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Biden talks to European leaders as latest talks with Ukraine collapse

He warned that “things could get crazy fast” if Russia invaded Ukraine.

President Joe Biden held a call with transatlantic leaders on Friday to plan next steps as Russian military buildup talks near Ukraine showed no signs of defusing the crisis.

Biden spoke of “coordinating both diplomacy and deterrence” with the leaders of Canada, France, Germany, Italy, Poland, Romania, the United Kingdom, NATO, the European Commission and the European Council, according to the White House.

The president has remained largely silent on Ukraine over the past few days, instead holding public events focused on the US economy.

The transatlantic call came as NATO warned Europe was facing a “dangerous moment”.

“This is a dangerous moment for European security,” NATO Secretary General Jens Stoltenberg said Friday in Brussels.

European leaders have engaged in intense diplomacy with Russia and Ukraine in recent weeks to avert war in Eastern Europe. But the talks have so far failed to yield any apparent progress.

French President Emmanuel Macron traveled to Moscow to meet his Russian counterpart, Vladimir Putin, before meeting Ukrainian President Volodymyr Zelenskyy in the Ukrainian capital, Kiev, the following day.

Russia and Ukraine held talks in Berlin on Thursday, moderated by Germany and France, but after nine hours of talks they failed to even agree on issuing a joint statement.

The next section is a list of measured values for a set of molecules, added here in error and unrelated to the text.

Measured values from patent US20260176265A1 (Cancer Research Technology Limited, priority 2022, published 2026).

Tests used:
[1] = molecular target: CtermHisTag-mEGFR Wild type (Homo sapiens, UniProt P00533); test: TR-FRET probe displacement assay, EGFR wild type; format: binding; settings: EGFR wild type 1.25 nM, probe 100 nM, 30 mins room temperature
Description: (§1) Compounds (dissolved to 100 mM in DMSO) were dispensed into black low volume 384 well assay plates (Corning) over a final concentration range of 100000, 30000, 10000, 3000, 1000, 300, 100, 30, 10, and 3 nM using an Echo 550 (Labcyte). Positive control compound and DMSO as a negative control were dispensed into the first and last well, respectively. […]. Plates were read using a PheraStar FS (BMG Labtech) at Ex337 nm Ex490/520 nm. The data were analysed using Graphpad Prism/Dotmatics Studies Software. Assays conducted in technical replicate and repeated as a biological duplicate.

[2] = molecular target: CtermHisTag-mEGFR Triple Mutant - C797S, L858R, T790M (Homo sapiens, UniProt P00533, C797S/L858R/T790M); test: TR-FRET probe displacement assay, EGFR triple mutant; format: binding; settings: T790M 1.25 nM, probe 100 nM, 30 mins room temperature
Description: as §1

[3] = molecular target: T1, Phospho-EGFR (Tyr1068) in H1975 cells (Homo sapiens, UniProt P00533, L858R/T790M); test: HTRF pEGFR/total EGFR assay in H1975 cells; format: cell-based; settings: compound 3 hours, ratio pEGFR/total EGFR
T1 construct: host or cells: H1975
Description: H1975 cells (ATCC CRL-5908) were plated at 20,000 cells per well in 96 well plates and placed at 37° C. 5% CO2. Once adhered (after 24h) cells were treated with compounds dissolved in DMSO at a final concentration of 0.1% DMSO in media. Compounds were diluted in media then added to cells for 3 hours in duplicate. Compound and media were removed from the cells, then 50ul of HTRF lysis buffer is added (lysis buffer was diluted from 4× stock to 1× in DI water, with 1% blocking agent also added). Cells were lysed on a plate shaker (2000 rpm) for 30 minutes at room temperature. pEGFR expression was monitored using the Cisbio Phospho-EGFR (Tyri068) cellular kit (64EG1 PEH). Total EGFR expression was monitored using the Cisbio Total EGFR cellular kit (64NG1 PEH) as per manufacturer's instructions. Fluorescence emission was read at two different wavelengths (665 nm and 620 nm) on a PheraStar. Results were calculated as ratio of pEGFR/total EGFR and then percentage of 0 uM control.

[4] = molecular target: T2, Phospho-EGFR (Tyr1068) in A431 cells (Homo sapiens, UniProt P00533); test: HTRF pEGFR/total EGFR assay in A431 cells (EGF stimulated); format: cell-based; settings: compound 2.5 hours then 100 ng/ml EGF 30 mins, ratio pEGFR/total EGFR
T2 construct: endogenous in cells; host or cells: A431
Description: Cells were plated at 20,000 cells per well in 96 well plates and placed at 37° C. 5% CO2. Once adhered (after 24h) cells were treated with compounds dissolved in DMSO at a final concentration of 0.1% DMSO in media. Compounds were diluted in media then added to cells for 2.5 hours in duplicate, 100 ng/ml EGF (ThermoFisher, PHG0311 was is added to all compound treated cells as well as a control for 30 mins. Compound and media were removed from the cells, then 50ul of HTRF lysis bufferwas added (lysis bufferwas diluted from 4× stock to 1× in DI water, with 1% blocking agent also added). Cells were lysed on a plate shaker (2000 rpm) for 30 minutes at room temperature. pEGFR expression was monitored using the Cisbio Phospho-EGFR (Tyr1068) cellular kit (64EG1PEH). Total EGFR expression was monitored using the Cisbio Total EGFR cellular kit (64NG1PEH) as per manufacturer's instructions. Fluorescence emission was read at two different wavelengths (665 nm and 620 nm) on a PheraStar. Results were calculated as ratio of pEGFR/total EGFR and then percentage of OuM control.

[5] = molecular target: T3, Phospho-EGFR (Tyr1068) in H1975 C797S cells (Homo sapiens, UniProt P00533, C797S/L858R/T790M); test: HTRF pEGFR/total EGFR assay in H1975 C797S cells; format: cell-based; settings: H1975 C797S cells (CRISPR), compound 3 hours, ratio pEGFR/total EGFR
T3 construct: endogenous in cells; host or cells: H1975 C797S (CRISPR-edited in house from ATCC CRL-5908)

Western officials had hoped the latest round of so-called “Normandy Format Talks” would advance the diplomacy of Macron and other officials who have shuttled between capitals over the past two weeks.

The parties remained deadlocked, however, over Russia’s insistence that the Ukrainian government speak directly with Russian-backed separatist leaders in eastern Ukraine.

Biden said Monday that Americans currently in Ukraine should leave, and on Thursday he repeated that message with more urgency.

“American citizens should leave now,” Biden said Thursday in an interview with NBC News. “It’s not like we’re dealing with a terrorist organization. We are dealing with one of the largest armies in the world. It’s a very different situation and things could get crazy fast.

Senior US officials say they don’t believe Russian President Vladimir Putin has made up his mind whether to invade Ukraine, even though he has amassed more than 100,000 troops on the Russia-Israel border. Ukraine.

The United States and other Western countries have warned of serious economic consequences for Russia if it invades. Russia denies any intention to do so.

Meanwhile, on Thursday, Russia and Belarus kicked off 10 days of joint exercises in Belarus, northern Ukraine.

“As we have said before, we are in a window where an invasion could begin at any time,” Secretary of State Antony Blinken said Friday in Melbourne, Australia. “To be clear, that includes during the Olympics.”

The Winter Olympics, which are taking place in Beijing, are due to end on February 20.

ABC News’ Patrick Reevell contributed to this report.

ABC News

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